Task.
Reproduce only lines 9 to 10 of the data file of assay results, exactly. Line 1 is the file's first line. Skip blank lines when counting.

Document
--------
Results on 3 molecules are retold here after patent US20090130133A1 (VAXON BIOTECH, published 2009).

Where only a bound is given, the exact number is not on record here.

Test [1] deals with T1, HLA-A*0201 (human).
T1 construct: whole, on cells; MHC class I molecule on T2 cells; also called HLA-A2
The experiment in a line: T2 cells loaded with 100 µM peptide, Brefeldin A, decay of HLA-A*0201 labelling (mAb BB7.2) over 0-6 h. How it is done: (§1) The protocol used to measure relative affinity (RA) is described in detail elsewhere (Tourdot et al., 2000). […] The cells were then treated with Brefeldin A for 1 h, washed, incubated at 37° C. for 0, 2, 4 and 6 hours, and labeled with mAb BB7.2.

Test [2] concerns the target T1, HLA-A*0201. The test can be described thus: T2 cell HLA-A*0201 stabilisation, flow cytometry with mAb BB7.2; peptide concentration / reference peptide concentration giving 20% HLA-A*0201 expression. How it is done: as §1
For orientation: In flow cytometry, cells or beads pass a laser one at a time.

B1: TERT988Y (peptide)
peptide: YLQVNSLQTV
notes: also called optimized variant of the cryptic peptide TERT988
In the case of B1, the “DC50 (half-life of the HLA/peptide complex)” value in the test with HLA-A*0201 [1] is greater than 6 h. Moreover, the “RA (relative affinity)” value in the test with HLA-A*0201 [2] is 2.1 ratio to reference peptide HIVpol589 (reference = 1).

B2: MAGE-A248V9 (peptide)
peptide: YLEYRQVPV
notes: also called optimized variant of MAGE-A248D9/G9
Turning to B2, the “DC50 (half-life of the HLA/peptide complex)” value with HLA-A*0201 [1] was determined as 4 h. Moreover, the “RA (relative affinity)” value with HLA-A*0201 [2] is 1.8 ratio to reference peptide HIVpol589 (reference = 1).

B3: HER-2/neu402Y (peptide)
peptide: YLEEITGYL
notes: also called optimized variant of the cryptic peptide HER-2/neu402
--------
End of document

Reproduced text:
peptide: YLQVNSLQTV
notes: also called optimized variant of the cryptic peptide TERT988